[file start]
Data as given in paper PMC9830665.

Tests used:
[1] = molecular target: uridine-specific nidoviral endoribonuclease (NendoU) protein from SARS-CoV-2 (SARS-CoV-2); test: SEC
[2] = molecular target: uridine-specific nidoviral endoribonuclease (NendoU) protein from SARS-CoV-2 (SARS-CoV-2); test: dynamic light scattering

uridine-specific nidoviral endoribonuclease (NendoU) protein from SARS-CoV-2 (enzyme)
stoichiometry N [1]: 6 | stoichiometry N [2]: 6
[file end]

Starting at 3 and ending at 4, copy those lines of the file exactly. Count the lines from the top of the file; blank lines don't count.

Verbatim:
[1] = molecular target: uridine-specific nidoviral endoribonuclease (NendoU) protein from SARS-CoV-2 (SARS-CoV-2); test: SEC
[2] = molecular target: uridine-specific nidoviral endoribonuclease (NendoU) protein from SARS-CoV-2 (SARS-CoV-2); test: dynamic light scattering